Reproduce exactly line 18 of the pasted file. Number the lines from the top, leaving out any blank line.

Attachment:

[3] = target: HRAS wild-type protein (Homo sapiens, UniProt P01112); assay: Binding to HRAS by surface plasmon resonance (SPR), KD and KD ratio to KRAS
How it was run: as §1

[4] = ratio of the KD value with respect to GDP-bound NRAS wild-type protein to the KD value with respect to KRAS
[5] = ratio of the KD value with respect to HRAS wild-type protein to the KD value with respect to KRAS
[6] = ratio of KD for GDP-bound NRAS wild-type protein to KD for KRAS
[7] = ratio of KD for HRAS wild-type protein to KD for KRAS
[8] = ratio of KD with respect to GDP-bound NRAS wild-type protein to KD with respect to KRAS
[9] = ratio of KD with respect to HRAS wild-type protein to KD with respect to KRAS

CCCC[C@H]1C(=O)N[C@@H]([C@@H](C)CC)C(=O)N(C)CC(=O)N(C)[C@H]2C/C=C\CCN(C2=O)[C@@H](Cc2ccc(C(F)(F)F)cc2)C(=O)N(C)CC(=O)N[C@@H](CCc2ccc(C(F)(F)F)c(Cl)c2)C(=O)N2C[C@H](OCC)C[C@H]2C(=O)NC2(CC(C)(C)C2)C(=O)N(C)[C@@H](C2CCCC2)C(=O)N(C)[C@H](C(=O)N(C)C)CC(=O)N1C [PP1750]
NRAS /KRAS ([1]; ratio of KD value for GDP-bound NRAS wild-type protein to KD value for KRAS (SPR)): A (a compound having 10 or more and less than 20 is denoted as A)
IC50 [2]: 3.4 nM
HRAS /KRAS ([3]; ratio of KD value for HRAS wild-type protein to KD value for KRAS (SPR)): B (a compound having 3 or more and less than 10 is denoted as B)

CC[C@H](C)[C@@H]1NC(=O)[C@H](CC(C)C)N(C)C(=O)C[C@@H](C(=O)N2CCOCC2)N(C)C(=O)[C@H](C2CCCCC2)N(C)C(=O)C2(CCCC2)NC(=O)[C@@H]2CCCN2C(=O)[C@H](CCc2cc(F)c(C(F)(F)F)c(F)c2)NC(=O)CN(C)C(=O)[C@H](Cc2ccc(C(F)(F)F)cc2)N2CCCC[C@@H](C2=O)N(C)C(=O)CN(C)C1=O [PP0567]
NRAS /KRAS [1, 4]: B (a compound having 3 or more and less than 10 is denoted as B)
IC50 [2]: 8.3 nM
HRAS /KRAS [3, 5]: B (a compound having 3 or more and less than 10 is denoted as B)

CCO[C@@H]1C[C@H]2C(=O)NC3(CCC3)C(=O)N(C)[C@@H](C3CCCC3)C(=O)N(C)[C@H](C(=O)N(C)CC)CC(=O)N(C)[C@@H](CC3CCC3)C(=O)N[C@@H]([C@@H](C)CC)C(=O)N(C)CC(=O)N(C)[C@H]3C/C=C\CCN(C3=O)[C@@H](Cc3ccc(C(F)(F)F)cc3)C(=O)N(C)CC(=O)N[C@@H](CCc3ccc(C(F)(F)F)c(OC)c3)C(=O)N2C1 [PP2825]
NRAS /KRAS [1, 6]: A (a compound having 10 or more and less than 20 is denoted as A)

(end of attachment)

NRAS /KRAS [1, 6]: A (a compound having 10 or more and less than 20 is denoted as A)